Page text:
« University Specialty Surgery Associates « Thoracic Conditions

Esophageal Diseases: GERD, Esophageal Cancer

Esophageal cancer occurs in the esophagus (the muscular tube that connects the throat (pharynx) to the stomach). Esophageal Cancer usually starts in the cells that line the inside of the esophagus. It is uncommon in the United States, but when it does occur, it is more common in men than women and more common in the lower part of the esophagus. However, it can occur in both and women and anywhere along the esophagus.

Signs and Symptoms

  • Difficulty swallowing (dysphagia)
  • Weight loss without trying
  • Chest pain, pressure or burning
  • Worsening indigestion or heartburn
  • Coughing or hoarseness

Early esophageal cancer typically has no signs or symptoms.

Types of Esophageal Cancer

  • Adenocarcinoma – begins in the cells of mucus-secreting glands. It occurs most often in the lower portion of the esophagus. This is the most common form of esophageal cancer in the United States. It primarily affects white men.
  • Squamous cell carcinoma – are flat, thin cells that line the surface of the esophagus. It occurs most often in the middle of the esophagus. This is the most prevalent esophageal cancer worldwide.
  • Other rare types – Rate forms of esophageal cancer include choriocarcinoma, lymphoma, melanoma, sarcoma and small cell cancer.

Factors

It is thought that constant irritation of your esophagus may contribute to the DNA changes that cause esophageal cancer. Factors that increase your risk of esophageal cancer are:

  • Drinking alcohol
  • Having bile reflux
  • Having difficulty swallowing because of an esophageal sphincter that won’t relax (achalasia)
  • Drinking very hot liquids
  • Not eating enough fruits and vegetables
  • GERD (having gastroesophageal reflux disease)
  • Obesity
  • Barrett’s esophagus (precancerous changes in the cells of the esophagus)
  • Having radiation treatment to the chest or upper abdomen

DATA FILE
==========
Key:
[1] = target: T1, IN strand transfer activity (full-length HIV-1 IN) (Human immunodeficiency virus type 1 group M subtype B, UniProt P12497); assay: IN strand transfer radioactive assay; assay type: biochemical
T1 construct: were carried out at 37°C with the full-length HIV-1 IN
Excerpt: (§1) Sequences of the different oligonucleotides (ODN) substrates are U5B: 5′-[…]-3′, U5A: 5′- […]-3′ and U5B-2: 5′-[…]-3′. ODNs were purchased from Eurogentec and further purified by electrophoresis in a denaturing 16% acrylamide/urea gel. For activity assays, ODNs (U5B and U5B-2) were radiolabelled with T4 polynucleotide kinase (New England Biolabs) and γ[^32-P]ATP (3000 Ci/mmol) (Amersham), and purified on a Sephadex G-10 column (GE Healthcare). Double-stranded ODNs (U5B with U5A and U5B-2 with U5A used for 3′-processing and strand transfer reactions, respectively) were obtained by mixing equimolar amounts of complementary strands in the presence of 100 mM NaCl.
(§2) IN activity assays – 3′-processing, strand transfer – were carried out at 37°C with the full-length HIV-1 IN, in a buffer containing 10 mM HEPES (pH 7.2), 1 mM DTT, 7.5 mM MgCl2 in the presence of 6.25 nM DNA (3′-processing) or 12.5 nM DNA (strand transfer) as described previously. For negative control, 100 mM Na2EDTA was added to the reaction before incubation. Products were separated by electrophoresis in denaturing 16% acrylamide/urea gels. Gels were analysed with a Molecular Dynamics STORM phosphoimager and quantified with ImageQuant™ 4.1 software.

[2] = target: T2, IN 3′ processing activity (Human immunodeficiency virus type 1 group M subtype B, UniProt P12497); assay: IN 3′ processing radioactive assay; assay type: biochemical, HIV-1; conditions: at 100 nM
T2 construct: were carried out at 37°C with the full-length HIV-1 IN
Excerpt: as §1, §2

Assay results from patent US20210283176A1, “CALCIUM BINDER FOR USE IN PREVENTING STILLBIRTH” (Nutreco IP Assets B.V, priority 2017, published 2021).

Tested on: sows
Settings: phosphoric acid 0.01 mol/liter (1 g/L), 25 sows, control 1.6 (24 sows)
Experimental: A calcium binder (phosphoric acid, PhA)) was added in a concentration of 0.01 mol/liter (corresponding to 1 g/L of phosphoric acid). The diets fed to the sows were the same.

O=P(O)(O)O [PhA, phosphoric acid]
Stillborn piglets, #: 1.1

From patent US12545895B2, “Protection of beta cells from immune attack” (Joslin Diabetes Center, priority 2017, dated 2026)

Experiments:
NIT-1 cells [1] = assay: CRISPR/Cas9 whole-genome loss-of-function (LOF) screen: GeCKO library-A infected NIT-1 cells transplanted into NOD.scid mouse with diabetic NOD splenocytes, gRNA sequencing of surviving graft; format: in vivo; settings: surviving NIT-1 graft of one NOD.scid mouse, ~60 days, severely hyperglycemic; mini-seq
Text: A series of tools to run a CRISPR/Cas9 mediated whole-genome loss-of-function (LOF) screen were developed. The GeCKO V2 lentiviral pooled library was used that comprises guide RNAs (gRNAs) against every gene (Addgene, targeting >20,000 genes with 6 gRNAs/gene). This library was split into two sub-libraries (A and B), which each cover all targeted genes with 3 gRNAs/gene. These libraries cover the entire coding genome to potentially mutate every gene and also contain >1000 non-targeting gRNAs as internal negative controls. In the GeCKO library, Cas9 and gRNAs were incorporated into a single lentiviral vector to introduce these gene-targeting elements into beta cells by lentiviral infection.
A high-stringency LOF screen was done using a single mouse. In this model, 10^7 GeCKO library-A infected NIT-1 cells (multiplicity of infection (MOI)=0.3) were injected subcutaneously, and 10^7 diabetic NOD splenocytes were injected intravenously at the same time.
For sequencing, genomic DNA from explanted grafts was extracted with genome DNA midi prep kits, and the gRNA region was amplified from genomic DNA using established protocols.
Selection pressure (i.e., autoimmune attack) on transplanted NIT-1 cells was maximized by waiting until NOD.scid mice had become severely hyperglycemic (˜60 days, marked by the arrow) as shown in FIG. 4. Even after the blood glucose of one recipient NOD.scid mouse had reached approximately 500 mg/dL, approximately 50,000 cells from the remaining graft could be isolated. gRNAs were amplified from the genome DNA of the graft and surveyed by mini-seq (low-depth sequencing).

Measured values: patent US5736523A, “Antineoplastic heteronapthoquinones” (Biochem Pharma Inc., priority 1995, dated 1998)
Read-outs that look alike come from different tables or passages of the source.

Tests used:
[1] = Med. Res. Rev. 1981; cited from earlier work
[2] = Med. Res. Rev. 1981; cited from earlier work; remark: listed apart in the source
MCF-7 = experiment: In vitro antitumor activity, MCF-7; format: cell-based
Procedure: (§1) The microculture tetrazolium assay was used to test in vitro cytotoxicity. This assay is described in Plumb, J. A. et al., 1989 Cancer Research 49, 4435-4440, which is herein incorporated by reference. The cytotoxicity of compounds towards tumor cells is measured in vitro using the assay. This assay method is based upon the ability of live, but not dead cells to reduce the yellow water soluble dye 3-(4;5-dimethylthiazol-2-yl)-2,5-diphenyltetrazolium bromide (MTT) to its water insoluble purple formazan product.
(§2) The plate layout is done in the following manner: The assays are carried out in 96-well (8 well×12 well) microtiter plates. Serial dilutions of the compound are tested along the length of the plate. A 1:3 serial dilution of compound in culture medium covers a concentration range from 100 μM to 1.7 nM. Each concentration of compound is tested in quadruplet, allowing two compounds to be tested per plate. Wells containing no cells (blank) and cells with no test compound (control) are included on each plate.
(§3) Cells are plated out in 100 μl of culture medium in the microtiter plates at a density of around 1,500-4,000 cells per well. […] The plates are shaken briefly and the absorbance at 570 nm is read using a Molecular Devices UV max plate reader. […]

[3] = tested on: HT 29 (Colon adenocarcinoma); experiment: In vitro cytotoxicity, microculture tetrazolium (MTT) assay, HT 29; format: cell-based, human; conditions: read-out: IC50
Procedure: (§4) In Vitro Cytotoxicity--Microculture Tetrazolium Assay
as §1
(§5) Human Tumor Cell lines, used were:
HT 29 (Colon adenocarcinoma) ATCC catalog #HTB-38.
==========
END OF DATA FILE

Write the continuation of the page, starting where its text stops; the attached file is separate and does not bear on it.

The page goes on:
• Smoking

Complications

As esophageal cancer advances complications rise, such as:

  • Obstruction of the esophagus – Cancer growth may make it difficult or impossible to swallow food or liquid
  • Pain – As this cancer advances it becomes painful
  • Bleeding – As the cancer advances bleeding can occur. It is usually gradual; however, it can be sudden and severe.

Testing

  • Physician exam and history – An exam to look for lumps and anything else usual. A history of your health habits and past illnesses and treatments.
  • Chest x-ray
  • Barium swallow – A series of x-rays of the esophagus and stomach. The patient drinks a liquid that contains barium (a silver-white metallic compound). The liquid coats the esophagus and stomach and x-rays are taken. This is called the upper GI series.
  • Esophagoscopy – An esophagoscpe is inserted through the mouth or nose and down the throat into the esophagus. Tissue samples may be removed at this time – these tissue samples will be viewed under a microscope. This is called an upper endoscopy.
  • Biopsy – This will be done during the esophagoscopy (mentioned above).

Treatments

  • Nutritional plan will be set up – patients have special nutritional needs during treatment for esophageal cancer.
  • There are six types of standard treatment:
    • Surgery
    • Radiation therapy
    • Chemotherapy
    • Chemoradiation therapy
    • Laser therapy
    • Electrocoagulation